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Another dazzling cloudless September Tuesday morning on the East Coast. Mornings like this in Washington make it easy to remember the shock of Sept. 11, 2001. But it’s also another year off the calendar, another 12 months toward a time when the phrase “9/11” generates the same muted reaction as does “Pearl Harbor” or “JFK in Dallas” -- a familiar sadness, a historical curiosity, rather than intense horror.
This is normal; time brings emotional distance and some measure of healing to even the cruelest pain; but there is also a certain forgetfulness that makes me sad. The anniversary snuck up on me; I did not remember it until I glanced at the date at the top of my morning Washington Post. The front page bears only a small footnote about the anniversary; its annual coverage now is on the inside news pages, perhaps not to reemerge on page 1 until the 20th or 25th anniversary.
For the families of people killed or hurt in those plane crashes in New York, Virginia and Pennsylvania, such emotional distance may never come.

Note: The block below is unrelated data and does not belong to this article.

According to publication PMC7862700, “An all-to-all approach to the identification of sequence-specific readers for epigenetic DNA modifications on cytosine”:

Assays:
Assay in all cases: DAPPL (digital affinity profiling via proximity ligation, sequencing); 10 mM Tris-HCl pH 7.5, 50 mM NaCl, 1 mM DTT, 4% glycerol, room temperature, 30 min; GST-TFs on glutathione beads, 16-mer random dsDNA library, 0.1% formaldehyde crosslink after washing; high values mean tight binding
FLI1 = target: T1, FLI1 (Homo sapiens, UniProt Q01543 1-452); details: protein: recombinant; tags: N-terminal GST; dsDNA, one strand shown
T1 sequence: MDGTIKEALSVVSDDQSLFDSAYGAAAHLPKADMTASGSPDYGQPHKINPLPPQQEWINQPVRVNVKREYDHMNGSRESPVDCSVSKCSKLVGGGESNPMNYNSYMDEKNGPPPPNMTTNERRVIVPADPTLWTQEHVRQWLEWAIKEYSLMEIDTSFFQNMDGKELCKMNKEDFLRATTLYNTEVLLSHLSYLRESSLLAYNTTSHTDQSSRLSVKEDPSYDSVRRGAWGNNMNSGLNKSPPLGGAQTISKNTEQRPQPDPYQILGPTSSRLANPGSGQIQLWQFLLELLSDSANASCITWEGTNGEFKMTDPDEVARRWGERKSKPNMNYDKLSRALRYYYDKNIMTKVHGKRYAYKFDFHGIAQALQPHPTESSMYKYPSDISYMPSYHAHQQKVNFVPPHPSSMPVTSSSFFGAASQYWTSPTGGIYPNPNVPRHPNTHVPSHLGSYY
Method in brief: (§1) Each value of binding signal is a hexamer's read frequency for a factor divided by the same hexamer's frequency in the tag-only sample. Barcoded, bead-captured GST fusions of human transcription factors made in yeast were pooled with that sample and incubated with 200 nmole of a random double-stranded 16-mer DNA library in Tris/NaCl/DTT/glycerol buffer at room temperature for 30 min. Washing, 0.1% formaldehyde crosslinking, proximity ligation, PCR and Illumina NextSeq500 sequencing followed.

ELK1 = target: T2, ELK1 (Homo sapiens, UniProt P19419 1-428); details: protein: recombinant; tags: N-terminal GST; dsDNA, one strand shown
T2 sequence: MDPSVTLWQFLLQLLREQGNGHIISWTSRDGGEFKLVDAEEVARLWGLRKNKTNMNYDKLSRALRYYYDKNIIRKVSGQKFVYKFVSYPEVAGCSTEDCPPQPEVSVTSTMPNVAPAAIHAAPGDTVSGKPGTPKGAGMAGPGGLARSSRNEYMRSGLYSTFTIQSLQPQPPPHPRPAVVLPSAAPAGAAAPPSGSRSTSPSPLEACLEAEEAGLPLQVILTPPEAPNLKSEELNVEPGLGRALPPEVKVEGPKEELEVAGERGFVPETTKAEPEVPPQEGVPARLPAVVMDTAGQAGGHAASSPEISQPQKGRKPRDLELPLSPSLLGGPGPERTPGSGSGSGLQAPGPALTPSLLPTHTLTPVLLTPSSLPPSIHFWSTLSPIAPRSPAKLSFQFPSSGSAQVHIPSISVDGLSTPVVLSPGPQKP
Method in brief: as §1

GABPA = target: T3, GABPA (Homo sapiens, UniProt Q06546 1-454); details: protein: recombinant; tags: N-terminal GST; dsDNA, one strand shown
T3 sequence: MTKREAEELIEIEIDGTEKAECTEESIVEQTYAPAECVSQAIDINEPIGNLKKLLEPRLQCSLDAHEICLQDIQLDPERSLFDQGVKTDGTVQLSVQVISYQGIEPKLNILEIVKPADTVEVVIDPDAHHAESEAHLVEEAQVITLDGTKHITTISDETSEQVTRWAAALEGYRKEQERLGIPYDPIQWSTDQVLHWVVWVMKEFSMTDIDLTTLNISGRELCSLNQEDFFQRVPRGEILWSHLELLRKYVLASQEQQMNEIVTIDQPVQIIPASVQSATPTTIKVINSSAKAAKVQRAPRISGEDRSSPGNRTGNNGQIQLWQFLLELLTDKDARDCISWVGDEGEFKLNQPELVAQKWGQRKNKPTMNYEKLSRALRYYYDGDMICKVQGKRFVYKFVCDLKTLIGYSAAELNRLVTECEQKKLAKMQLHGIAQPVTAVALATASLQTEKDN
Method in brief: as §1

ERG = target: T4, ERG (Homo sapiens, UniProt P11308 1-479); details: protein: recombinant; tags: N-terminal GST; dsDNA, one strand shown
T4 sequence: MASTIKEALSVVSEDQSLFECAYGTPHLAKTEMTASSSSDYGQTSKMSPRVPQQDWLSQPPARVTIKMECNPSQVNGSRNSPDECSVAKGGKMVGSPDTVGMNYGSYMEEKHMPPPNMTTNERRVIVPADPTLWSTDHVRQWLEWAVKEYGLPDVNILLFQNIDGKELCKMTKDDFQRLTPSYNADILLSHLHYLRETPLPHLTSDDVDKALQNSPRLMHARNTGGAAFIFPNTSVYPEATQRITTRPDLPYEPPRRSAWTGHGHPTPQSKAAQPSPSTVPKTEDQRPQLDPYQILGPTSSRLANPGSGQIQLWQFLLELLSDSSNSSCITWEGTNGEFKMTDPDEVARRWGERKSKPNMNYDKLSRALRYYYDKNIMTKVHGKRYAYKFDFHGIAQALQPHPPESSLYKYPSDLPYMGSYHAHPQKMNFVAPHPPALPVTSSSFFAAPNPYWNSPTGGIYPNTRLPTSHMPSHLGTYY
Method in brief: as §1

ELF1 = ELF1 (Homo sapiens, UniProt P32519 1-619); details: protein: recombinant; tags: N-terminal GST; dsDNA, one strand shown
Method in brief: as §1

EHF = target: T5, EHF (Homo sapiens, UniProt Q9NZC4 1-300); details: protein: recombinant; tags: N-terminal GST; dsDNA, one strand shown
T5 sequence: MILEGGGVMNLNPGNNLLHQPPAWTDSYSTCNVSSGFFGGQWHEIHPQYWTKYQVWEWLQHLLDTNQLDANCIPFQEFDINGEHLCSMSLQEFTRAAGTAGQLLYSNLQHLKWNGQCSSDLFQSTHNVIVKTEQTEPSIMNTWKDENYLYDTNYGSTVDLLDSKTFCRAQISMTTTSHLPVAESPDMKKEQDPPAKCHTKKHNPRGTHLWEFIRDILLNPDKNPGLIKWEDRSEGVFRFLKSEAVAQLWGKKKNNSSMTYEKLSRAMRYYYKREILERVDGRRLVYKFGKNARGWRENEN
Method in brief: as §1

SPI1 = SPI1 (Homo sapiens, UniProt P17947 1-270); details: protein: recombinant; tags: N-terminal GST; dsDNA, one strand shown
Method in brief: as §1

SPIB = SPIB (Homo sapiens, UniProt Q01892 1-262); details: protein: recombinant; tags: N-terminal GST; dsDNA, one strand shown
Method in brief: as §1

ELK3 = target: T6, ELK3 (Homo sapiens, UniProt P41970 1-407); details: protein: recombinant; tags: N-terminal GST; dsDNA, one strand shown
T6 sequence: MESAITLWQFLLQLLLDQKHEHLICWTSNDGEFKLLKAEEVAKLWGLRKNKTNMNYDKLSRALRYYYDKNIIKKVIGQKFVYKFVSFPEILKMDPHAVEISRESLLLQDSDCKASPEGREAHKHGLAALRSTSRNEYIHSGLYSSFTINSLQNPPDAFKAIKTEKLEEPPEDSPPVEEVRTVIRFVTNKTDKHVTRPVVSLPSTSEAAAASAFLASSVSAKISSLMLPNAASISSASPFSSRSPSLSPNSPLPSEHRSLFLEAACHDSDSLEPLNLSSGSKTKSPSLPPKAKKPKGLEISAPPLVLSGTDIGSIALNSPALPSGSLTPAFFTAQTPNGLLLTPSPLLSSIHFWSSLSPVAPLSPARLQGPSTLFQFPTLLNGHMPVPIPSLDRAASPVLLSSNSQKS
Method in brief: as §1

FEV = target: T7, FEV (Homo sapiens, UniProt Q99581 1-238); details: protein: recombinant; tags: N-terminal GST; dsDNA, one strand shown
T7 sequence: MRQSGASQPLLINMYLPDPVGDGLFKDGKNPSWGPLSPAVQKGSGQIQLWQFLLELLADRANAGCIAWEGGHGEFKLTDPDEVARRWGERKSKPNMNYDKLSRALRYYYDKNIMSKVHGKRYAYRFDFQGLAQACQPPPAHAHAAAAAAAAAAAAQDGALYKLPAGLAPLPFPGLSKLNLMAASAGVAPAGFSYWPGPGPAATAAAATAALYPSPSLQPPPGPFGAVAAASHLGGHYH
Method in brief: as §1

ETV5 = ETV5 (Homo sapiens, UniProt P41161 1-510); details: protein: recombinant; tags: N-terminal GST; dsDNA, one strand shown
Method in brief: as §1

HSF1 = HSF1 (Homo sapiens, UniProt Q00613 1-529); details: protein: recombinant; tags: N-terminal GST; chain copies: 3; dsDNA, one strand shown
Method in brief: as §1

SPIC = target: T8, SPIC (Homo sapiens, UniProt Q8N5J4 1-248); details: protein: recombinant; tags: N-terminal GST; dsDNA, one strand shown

At Radio World we remember that morning like the rest of our nation; we particularly remember the sound of American Airlines Flight 77 passing near our office building as it approached the Pentagon, the column of smoke visible from our roof, the fire trucks and ambulances racing down Columbia Pike and our co-workers hearing rumors of further attacks in Washington, and rushing home to be make sure their families were safe.
I am thinking of the innocent victims today as I start another work day under a brilliantly blue September sky. As I reflect on the authors of the attacks, I also marvel once again that humans could harbor such naked hatred, such willingness to bring harm to others.
Never is a long time; but for the sake of the families of the victims, including the six broadcast professionals who died at the World Trade Center that day, I hope we will long remember.